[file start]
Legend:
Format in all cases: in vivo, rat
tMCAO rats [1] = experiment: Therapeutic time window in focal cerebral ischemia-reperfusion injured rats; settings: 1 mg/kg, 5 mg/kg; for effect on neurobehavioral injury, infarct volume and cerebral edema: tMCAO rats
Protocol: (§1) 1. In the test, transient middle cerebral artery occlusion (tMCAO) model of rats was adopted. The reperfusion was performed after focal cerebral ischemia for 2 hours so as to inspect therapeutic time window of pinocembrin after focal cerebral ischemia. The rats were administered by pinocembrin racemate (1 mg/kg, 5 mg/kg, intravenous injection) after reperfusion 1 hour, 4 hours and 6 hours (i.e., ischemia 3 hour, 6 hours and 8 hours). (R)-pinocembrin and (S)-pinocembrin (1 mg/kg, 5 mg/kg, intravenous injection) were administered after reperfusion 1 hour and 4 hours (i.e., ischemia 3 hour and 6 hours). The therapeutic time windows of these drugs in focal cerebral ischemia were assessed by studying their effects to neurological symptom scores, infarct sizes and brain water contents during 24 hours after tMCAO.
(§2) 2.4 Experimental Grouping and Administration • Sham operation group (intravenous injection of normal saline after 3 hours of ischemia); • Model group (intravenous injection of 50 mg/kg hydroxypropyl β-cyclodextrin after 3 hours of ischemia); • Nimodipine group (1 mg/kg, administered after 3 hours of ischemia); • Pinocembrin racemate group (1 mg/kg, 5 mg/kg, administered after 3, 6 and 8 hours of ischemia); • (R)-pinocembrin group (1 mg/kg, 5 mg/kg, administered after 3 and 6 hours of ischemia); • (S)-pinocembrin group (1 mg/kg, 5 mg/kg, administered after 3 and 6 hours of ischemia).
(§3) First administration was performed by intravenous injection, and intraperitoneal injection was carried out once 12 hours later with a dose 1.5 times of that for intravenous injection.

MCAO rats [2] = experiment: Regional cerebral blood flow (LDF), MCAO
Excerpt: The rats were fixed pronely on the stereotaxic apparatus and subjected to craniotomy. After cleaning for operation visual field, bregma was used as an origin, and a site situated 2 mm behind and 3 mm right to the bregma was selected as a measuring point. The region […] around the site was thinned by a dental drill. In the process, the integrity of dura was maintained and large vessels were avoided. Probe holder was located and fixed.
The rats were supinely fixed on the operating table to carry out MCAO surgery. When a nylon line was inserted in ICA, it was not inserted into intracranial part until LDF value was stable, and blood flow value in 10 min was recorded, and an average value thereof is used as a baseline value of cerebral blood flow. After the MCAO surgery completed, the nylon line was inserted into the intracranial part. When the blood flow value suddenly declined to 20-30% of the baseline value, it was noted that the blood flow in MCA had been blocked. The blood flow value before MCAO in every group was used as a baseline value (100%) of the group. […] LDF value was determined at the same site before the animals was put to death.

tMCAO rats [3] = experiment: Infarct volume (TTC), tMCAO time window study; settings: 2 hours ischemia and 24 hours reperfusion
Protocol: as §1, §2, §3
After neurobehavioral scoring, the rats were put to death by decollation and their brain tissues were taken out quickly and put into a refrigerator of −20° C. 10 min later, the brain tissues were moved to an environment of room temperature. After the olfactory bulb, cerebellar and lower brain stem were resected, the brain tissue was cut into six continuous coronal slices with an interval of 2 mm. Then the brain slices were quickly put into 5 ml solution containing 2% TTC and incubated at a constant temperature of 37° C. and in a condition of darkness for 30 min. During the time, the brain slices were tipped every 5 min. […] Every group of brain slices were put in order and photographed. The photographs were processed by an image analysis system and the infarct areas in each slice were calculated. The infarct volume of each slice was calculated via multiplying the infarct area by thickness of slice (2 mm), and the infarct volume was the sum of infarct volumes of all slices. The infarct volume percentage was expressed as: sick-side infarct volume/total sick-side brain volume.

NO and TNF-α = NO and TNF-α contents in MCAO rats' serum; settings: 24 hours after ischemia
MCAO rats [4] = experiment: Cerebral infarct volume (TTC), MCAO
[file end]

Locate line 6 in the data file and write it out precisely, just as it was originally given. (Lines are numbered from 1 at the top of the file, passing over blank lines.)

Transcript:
(§3) First administration was performed by intravenous injection, and intraperitoneal injection was carried out once 12 hours later with a dose 1.5 times of that for intravenous injection.